As businesses open up in coming weeks many will find some of their employees unwilling to return to work for two good reasons. Unless an employer is providing enough protection to prevent an employee from getting infected, employees will be reluctant to go back to work. The second reason is that many currently unemployed workers are making more money not working than they would if they returned to work. According to the National Employment Law Project states’ unemployment benefits replace about 45% of laid-off workers’ wages. In February median income for all workers was $66,538 ($33.27 an hour), so the median unemployment insurance payment would replace $29,942 or $575 a week. However, a more than half of unemployed workers earn far less than $33.27 an hour, which is why Congress tacked on the $600 a week bonus payment, so the average worker would have at least 100% of their prior weekly income replaced. The other reason is that the decades’ old technology many states use for their unemployment systems aren’t capable to calculate each workers lost wages and only make up the difference. Irrespective of the reason the $600 a week Congress authorized has the unintended consequence of being a disincentive to return to work, and some employees earning less than $15.00 an hour will milk the system unless those checks stop.
The Congressional Budget Office is nonpartisan and it has analyzed the impact of a national $15.00 minimum wage. In July 2019 the CBO reported that an increase in the minimum wage to $15 an hour by 2025 would increase the pay of at least 17 million people, but also put 1.3 million Americans out of work. The problem with a federal mandated minimum wage is that it ignores the wide disparity in the cost of living in different regions of the country. It is far more expensive to live in a major urban city than in rural cities. The Labor Department has data that calculates the cost of living throughout the country which would allow the minimum wage to be indexed. It may prove beneficial to have a minimum wage of $18.00 an hour in New York and $12.00 an hour in Biloxi Mississippi, so small businesses aren’t put out of business. Democrats have been pushing for a $15.00 an hour minimum wage and this crisis has provided the opportunity to get workers earning less than $15.00 an hour a taste of a better life.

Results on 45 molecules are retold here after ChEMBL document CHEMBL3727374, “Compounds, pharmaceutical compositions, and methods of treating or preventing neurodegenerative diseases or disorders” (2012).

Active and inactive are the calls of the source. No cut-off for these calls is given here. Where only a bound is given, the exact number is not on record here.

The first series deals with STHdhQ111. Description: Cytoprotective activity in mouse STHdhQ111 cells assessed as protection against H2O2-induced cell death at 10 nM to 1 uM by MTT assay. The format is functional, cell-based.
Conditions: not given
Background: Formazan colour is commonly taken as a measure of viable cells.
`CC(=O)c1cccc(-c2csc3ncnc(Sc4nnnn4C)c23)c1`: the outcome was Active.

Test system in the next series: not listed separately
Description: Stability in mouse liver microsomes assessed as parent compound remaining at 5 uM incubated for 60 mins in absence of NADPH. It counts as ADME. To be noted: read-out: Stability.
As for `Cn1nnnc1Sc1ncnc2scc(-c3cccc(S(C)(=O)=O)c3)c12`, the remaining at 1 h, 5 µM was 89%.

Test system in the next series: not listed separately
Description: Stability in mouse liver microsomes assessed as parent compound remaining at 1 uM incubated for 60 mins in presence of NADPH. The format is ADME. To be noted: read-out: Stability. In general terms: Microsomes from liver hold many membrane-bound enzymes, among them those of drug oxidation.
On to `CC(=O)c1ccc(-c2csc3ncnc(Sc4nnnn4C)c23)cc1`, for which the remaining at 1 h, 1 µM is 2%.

As noted in the March 16 Weekly Technical Review and April Macro Tides many small businesses weren’t profitable even while the economy was doing well. “A 2019 report by the JPMorgan Chase Institute looked at 1.4 million small businesses and found 29% of the businesses in a typical community were unprofitable, and 47% had less than two weeks of cash liquidity.” Even with the infusion of cash from the Payroll Protection Program some small business owners are simply going to throw in the towel given the economic outlook for the remainder of 2020. If they were unable to be profitable before the recession, they know profitability will be nearly impossible if sales are 10% to 30% less in coming months after they reopen. I have no idea whether 5%, 10%, or more of small businesses never reopen, despite the availability of funding, but I’m certain that it won’t be zero percent.